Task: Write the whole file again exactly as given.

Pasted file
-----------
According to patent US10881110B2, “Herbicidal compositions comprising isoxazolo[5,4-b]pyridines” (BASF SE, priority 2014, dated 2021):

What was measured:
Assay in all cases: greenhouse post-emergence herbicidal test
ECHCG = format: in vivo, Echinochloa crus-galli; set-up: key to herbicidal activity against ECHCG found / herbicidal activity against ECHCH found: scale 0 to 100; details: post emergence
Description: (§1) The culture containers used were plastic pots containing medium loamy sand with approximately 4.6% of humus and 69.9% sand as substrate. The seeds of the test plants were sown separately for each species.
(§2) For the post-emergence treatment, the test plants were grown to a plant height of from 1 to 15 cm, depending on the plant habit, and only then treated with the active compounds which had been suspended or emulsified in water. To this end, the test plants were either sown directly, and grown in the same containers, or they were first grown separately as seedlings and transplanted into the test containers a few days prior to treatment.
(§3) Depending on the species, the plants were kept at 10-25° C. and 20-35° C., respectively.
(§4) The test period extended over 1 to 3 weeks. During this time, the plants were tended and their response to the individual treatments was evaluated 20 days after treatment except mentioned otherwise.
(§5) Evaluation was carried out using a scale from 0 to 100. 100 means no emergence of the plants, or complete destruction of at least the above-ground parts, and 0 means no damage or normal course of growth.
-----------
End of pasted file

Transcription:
According to patent US10881110B2, “Herbicidal compositions comprising isoxazolo[5,4-b]pyridines” (BASF SE, priority 2014, dated 2021):

What was measured:
Assay in all cases: greenhouse post-emergence herbicidal test
ECHCG = format: in vivo, Echinochloa crus-galli; set-up: key to herbicidal activity against ECHCG found / herbicidal activity against ECHCH found: scale 0 to 100; details: post emergence
Description: (§1) The culture containers used were plastic pots containing medium loamy sand with approximately 4.6% of humus and 69.9% sand as substrate. The seeds of the test plants were sown separately for each species.
(§2) For the post-emergence treatment, the test plants were grown to a plant height of from 1 to 15 cm, depending on the plant habit, and only then treated with the active compounds which had been suspended or emulsified in water. To this end, the test plants were either sown directly, and grown in the same containers, or they were first grown separately as seedlings and transplanted into the test containers a few days prior to treatment.
(§3) Depending on the species, the plants were kept at 10-25° C. and 20-35° C., respectively.
(§4) The test period extended over 1 to 3 weeks. During this time, the plants were tended and their response to the individual treatments was evaluated 20 days after treatment except mentioned otherwise.
(§5) Evaluation was carried out using a scale from 0 to 100. 100 means no emergence of the plants, or complete destruction of at least the above-ground parts, and 0 means no damage or normal course of growth.